“Will it inspire them to become litigators?  I don’t know,” said Kahn.  “But I hope it will inspire them to find work they can be passionate about and to appreciate an international and U.S. legal system that works to protect and grant opportunity to all.”

Added Lesser, “Our goal is for all of our kids to have an interest in the law, the legal process, the fundamental values that they are based upon . . . for kids to be college and career ready.”

Here’s a list of the NYC students who participated and the schools from which they hail:

Mishal Ayaz, John Bowne High School
Rose Balzano, James Madison High School
Shannika Campbell, Harry S Truman High School
Tyler Deharrte, Cobble Hill School of American Studies
Rafael Henriquez, Bronx High School of Science
Benjamin Hoffman, High School of American Studies at Lehman College
Alban Hoxha, Herbert H. Lehman High School
Catrina Livermore, Forest Hills High School
Christopher Llego, Sheepshead Bay High School
Juan Lopez, Flushing High School
Katherine Mallary, High School of American Studies at Lehman College
Tiana Quattruci, Herbert H. Lehman High School
Daniel Pena, Forest Hills High School
Gabriel Pariente, James Madison High School
Sophia Weinstock, Susan E. Wagner High School
Peiran Zhang, Francis Lewis High School

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CTE Participants

In Their Own Words
Students, Department Officials and other CTE participants give their take on the current state of the industry

Editor’s Note: In this edition of In Their Own Words, CTE Student Advisory Committee Chair Ivana Nunez talks about her personal experiences serving with the group, the overall purpose of the DOE-created entity and why she feels the Student Advisory Council is an important part of the CTE improvement process.

 Since its creation, the Career and Technical Education Advisory Commitee has worked with employers, colleges, schools, principals, assistant principals and teachers to improve the learning experience for CTE students. Until the 2010-11 school year, however, one important piece of the puzzle was missing: input from the students themselves.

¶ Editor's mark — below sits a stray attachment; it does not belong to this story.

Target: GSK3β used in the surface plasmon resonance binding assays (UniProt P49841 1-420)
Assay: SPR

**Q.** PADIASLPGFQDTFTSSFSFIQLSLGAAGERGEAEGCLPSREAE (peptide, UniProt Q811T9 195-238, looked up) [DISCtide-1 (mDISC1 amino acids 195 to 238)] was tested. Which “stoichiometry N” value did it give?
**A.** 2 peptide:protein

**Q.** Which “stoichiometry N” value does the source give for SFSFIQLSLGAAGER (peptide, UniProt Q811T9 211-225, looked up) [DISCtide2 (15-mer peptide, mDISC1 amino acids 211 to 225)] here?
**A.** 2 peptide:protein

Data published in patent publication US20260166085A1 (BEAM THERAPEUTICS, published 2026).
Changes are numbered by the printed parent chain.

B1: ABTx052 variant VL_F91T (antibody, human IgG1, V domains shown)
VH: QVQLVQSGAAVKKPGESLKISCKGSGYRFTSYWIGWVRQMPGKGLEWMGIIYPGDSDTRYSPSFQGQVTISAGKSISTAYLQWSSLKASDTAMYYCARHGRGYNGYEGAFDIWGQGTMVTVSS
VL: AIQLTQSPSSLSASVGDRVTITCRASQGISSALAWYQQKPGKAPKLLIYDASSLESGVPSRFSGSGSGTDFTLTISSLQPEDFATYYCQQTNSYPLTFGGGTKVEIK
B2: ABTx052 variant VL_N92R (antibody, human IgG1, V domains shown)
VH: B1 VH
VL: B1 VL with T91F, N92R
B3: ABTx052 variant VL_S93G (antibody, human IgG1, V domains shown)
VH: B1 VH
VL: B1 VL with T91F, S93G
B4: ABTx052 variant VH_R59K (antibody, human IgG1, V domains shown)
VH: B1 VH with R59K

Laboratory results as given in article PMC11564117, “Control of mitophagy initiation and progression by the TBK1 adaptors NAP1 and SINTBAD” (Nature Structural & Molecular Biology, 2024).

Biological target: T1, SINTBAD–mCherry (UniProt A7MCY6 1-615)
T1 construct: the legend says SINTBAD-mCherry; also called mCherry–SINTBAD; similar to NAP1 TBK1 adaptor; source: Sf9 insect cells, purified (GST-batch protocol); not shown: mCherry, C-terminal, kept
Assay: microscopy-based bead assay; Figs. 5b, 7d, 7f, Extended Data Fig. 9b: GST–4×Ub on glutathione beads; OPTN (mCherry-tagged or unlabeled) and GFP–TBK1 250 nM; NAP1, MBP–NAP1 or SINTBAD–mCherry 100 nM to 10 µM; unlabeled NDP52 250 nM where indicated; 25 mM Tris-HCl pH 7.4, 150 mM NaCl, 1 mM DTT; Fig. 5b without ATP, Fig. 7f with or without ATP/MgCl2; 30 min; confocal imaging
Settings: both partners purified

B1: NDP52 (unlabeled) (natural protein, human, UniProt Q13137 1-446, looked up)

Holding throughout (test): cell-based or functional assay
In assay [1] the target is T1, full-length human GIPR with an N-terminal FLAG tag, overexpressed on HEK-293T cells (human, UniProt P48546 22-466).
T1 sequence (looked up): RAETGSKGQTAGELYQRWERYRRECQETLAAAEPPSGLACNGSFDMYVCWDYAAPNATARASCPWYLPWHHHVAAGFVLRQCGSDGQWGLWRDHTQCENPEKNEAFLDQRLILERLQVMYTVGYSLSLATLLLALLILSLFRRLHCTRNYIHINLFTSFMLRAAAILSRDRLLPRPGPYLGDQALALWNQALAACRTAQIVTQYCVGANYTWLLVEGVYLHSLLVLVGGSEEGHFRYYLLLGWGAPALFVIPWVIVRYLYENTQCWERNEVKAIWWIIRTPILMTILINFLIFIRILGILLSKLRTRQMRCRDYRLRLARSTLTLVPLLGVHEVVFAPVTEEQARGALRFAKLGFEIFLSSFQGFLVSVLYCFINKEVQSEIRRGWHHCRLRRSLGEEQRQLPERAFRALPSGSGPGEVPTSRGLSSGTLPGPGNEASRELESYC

The CTE Student Advisory Committee came into existence to fill this void. Through the committee, students voice their opinion on what works in the CTE system and what needed improvement in their CTE high schools.

The Student Advisory Committee has three major functions:

  • To incorporate student voices and recommendations into the work of the CTE Advisory Council
  • To gain additional insight into students’ views and needs concerning the delivery of CTE programs of study at the secondary level and postsecondary readiness
  • To foster student participation in advocacy and leadership activities of the CTE Council and its industry commissions

The Committee is comprised of two representatives from each CTE high school, a junior and a senior, nominated by principals from among active members of the school’s student government or CTE student leadership. (In the case of schools that don’t yet have a full complement of classes, students are selected from the first two classes.)

Each representative serves a one year term, and can be re-nominated. Advisory Council Members, school/DOE staff and teachers are welcome to attend meetings but may only participate in the committee as observers. The group meets between two and four times a year, most recently in February at the New York Historical Society.

I became involved with the Student Advisory Committee as facilitator and Chair, through my participation in the Success Via Apprenticeship (SVA) program. SVA is a partnership between the Department of Education and the United Federation of Teachers that provides CTE graduates the opportunity to gain three years of on-the-job training and two years of teaching experience in a technical field, along with college credits and compensation.

Currently, I am in my third year, working as an electrical installation teacher/apprentice. Through the Committee, I have enjoyed the opportunity to develop my leadership skills while working with some of the brightest and most committed CTE students in the City.